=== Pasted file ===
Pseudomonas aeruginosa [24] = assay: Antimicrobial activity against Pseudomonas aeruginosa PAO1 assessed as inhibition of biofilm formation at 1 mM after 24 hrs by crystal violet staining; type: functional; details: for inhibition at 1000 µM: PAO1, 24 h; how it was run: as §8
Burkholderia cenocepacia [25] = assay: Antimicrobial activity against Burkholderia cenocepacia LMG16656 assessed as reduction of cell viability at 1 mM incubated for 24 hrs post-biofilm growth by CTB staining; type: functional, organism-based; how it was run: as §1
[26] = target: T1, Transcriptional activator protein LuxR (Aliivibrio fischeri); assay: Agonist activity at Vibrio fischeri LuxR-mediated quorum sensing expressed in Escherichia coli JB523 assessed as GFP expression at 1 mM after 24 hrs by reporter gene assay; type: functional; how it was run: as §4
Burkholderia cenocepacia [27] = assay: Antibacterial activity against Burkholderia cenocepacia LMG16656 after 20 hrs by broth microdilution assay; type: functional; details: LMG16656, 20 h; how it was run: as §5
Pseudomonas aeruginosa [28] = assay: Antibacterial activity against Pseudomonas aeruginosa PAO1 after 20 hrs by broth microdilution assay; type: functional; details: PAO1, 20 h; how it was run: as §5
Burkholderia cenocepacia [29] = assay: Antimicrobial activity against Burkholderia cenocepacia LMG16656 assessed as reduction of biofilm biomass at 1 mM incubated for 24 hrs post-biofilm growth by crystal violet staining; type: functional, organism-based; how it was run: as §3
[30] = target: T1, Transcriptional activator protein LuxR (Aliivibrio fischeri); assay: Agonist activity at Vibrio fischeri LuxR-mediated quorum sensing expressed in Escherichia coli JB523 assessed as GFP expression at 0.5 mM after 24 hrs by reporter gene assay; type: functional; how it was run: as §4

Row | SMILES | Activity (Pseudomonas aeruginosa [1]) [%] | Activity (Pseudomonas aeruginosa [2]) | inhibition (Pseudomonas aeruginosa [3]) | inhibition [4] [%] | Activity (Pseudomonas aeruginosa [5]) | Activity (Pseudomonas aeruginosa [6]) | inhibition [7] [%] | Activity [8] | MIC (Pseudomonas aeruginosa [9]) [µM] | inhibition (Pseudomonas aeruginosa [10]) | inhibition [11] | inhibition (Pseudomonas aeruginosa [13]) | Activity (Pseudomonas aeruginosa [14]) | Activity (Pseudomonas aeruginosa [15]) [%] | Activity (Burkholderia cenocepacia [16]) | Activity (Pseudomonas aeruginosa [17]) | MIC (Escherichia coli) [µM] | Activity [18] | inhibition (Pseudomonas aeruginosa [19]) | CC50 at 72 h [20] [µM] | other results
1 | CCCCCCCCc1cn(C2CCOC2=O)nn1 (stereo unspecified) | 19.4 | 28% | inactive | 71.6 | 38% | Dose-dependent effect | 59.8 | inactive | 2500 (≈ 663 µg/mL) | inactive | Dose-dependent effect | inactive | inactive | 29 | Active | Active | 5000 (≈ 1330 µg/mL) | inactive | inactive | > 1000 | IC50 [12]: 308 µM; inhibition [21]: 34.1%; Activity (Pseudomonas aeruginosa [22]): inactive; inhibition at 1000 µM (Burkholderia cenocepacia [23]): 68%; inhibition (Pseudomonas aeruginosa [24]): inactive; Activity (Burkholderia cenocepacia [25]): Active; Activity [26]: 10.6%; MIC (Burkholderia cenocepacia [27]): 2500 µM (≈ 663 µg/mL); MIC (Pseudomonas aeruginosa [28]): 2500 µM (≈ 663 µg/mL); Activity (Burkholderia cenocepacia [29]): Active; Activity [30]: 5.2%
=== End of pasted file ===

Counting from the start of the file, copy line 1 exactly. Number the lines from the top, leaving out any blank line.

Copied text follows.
Pseudomonas aeruginosa [24] = assay: Antimicrobial activity against Pseudomonas aeruginosa PAO1 assessed as inhibition of biofilm formation at 1 mM after 24 hrs by crystal violet staining; type: functional; details: for inhibition at 1000 µM: PAO1, 24 h; how it was run: as §8